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An exchange-traded fund (ETF) is a collection of securities—such as stocks—that tracks an underlying index. The best-known example is the SPDR S&P 500 ETF (SPY), which tracks the S&P 500 Index. ETFs can contain many types of investments, including stocks, commodities, bonds, or a mixture of investment types. An exchange-traded fund is a marketable security, meaning it has an associated price that allows it to be easily bought and sold.
An ETF is called an exchange-traded fund since it’s traded on an exchange just like stocks. The price of an ETF’s shares will change throughout the trading day as the shares are bought and sold on the market. This is unlike mutual funds, which are not traded on an exchange, and trade only once per day after the markets close.
Cash Invested in ETFs
The dollar amount, in trillions, invested in exchange-traded funds worldwide.
An ETF is a type of fund that holds multiple underlaying assets, rather than only one like a stock. Because there are multiple assets within an ETF, they can be a popular choice for diversification.
There are various types of ETFs available to investors that can be used for income generation, speculation, price increases, and to hedge or partly offset risk in an investor’s portfolio. Below are several examples of the types of ETFs.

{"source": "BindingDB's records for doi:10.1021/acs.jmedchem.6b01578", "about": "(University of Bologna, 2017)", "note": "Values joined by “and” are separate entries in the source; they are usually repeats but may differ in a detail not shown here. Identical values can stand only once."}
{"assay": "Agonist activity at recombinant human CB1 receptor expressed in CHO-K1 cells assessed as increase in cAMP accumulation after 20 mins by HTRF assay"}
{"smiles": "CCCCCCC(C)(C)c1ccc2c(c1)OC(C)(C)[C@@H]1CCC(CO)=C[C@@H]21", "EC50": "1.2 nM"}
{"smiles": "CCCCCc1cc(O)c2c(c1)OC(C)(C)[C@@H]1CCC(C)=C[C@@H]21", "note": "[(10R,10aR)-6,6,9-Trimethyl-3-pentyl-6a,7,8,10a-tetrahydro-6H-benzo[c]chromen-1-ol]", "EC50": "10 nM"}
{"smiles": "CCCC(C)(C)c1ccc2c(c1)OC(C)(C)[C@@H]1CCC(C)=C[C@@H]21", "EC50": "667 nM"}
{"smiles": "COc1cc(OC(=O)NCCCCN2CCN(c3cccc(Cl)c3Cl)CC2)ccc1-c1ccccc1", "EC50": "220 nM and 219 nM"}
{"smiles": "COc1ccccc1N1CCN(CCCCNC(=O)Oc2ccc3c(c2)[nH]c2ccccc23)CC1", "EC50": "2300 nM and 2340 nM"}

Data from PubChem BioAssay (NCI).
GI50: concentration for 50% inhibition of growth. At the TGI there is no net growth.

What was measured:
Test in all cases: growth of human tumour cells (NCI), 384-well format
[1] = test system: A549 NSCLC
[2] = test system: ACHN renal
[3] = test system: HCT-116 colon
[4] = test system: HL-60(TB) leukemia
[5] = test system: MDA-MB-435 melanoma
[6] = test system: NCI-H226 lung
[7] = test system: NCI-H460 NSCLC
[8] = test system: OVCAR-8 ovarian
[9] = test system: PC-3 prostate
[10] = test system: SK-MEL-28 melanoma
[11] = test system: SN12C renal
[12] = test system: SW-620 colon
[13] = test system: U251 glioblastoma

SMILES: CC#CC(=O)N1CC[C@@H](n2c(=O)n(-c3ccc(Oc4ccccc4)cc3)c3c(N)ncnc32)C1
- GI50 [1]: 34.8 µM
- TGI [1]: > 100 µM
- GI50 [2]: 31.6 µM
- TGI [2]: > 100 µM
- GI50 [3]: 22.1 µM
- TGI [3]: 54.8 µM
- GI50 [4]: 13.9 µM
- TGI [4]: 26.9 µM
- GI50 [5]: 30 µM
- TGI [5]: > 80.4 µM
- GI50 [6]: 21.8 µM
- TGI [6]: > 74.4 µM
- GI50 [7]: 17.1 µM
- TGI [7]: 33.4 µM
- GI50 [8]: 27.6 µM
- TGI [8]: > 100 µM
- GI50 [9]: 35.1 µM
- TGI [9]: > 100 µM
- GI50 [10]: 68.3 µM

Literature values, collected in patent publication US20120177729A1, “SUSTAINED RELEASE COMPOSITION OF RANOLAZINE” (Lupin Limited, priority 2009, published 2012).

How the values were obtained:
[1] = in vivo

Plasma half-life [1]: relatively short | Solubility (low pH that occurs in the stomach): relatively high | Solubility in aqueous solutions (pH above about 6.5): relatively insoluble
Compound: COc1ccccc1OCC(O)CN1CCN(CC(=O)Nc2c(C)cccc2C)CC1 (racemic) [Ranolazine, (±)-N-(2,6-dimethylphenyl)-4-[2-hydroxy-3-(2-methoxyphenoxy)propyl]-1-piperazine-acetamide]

An indexed-stock ETF provides investors with the diversification of an index fund as well as the ability to sell short, buy on margin, and purchase as little as one share since there are no minimum deposit requirements. However, not all ETFs are equally diversified. Some may contain a heavy concentration in one industry, or a small group of stocks, or assets that are highly correlated to each other.
While ETFs provide investors with the ability to gain as stock prices rise and fall, they also benefit from companies that pay dividends. Dividends are a portion of earnings allocated or paid by companies to investors for holding their stock. ETF shareholders are entitled to a proportion of the profits, such as earned interest or dividends paid, and may get a residual value in case the fund is liquidated.
Take a look at our analyzes in the ETFs Report to find out what we think are the best ETFs to keep in one Portfolio, for good diversification of your portfolio.